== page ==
Mitochondrial a kinase anchor proteins in cardiovascular health and disease: a review article on behalf of the Working Group on Cellular and Molecular Biology of the Heart of the Italian Society of Cardiology


  • R. Paolillo
  • S. D’Apice
  • G.G. Schiattarella
  • P. Ameri
  • D. Borzacchiello
  • D. Catalucci
  • C. Chimenti
  • L. Crotti
  • S. Sciarretta
  • D. Torella
  • A. Feliciello
  • C. Perrino


  • International Journal of Molecular Sciences


  • Int J Mol Sci 23 (14): 7691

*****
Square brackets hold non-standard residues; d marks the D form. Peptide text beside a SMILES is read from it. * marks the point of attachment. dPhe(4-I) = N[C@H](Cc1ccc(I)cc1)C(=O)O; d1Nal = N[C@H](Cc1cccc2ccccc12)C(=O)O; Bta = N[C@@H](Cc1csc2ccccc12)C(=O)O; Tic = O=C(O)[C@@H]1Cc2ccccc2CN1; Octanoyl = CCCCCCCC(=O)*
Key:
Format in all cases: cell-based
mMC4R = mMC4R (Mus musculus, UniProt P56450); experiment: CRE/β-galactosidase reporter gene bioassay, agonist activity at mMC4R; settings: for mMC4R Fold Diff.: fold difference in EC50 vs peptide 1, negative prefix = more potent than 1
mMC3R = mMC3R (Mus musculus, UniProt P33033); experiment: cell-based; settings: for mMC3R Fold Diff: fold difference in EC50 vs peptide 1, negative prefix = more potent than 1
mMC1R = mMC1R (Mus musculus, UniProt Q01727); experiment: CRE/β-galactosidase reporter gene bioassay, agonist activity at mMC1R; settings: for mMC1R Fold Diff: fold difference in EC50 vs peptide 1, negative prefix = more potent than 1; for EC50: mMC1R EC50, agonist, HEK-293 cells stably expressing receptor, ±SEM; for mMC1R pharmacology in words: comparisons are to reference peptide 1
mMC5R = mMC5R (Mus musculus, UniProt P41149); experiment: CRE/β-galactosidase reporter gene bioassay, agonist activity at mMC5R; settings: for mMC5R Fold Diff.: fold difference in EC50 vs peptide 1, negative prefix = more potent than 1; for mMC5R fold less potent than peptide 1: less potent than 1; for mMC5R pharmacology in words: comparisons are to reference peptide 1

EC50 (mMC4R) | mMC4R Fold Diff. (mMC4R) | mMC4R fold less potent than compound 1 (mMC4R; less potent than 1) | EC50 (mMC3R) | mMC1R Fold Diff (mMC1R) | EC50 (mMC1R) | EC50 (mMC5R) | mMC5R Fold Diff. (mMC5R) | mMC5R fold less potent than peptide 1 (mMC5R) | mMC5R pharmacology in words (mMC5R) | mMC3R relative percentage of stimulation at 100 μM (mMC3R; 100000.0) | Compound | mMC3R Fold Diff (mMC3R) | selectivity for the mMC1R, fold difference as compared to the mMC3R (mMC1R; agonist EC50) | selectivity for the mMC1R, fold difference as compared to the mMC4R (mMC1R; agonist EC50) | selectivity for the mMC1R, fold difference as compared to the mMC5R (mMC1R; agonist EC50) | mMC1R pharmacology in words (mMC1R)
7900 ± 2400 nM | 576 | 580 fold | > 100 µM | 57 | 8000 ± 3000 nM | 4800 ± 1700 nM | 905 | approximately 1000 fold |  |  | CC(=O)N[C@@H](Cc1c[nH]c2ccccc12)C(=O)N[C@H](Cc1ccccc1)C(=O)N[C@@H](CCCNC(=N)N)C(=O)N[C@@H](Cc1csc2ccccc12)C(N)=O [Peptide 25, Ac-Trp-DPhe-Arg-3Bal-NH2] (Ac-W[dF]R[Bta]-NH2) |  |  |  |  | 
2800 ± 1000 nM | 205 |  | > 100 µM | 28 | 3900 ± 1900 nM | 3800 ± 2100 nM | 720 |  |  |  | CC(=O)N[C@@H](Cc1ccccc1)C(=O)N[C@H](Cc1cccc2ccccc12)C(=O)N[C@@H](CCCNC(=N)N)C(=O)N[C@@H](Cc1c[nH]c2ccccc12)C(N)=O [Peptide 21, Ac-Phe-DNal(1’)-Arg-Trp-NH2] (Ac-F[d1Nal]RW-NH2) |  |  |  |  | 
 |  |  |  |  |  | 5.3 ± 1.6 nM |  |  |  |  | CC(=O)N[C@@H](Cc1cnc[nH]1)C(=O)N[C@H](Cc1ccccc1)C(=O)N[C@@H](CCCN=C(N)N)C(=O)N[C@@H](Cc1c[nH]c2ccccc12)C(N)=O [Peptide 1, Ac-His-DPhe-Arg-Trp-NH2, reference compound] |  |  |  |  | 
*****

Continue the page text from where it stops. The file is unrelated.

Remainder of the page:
• Second messenger cyclic adenosine monophosphate (cAMP) has been found to regulate multiple mitochondrial functions, including respiration, dynamics, reactive oxygen species production, cell survival and death through the activation of cAMP-dependent protein kinase A (PKA) and other effectors. Several members of the large family of A kinase anchor proteins (AKAPs) have been previously shown to locally amplify cAMP/PKA signaling to mitochondria, promoting the assembly of signalosomes, regulating multiple cardiac functions under both physiological and pathological conditions. In this review, we will discuss roles and regulation of major mitochondria-targeted AKAPs, along with opportunities and challenges to modulate their functions for translational purposes in the cardiovascular system.